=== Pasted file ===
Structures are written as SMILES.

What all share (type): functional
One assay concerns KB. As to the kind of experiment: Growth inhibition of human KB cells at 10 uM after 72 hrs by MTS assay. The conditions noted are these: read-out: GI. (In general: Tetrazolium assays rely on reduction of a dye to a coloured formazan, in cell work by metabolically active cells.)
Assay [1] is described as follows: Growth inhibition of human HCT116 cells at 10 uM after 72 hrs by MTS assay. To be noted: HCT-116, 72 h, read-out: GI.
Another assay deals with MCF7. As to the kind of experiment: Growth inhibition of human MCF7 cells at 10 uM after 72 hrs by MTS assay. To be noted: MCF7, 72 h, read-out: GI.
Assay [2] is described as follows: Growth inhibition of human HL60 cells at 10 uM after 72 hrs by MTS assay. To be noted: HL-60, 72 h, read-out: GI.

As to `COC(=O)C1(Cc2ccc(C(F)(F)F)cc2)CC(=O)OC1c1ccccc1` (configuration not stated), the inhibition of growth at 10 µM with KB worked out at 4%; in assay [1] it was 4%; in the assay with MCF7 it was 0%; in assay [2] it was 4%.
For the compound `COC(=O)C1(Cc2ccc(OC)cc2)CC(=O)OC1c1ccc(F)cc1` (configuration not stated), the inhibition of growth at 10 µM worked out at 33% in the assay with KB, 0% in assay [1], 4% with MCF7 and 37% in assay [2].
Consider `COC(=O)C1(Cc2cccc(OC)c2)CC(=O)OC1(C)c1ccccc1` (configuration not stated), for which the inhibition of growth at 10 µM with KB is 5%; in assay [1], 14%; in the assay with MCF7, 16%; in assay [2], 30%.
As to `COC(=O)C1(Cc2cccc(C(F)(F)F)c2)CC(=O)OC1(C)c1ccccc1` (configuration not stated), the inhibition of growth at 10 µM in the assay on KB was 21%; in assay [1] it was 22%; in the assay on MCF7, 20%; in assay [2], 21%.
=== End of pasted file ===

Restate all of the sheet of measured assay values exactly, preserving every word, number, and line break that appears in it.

Structures are written as SMILES.

What all share (type): functional
One assay concerns KB. As to the kind of experiment: Growth inhibition of human KB cells at 10 uM after 72 hrs by MTS assay. The conditions noted are these: read-out: GI. (In general: Tetrazolium assays rely on reduction of a dye to a coloured formazan, in cell work by metabolically active cells.)
Assay [1] is described as follows: Growth inhibition of human HCT116 cells at 10 uM after 72 hrs by MTS assay. To be noted: HCT-116, 72 h, read-out: GI.
Another assay deals with MCF7. As to the kind of experiment: Growth inhibition of human MCF7 cells at 10 uM after 72 hrs by MTS assay. To be noted: MCF7, 72 h, read-out: GI.
Assay [2] is described as follows: Growth inhibition of human HL60 cells at 10 uM after 72 hrs by MTS assay. To be noted: HL-60, 72 h, read-out: GI.

As to `COC(=O)C1(Cc2ccc(C(F)(F)F)cc2)CC(=O)OC1c1ccccc1` (configuration not stated), the inhibition of growth at 10 µM with KB worked out at 4%; in assay [1] it was 4%; in the assay with MCF7 it was 0%; in assay [2] it was 4%.
For the compound `COC(=O)C1(Cc2ccc(OC)cc2)CC(=O)OC1c1ccc(F)cc1` (configuration not stated), the inhibition of growth at 10 µM worked out at 33% in the assay with KB, 0% in assay [1], 4% with MCF7 and 37% in assay [2].
Consider `COC(=O)C1(Cc2cccc(OC)c2)CC(=O)OC1(C)c1ccccc1` (configuration not stated), for which the inhibition of growth at 10 µM with KB is 5%; in assay [1], 14%; in the assay with MCF7, 16%; in assay [2], 30%.
As to `COC(=O)C1(Cc2cccc(C(F)(F)F)c2)CC(=O)OC1(C)c1ccccc1` (configuration not stated), the inhibition of growth at 10 µM in the assay on KB was 21%; in assay [1] it was 22%; in the assay on MCF7, 20%; in assay [2], 21%.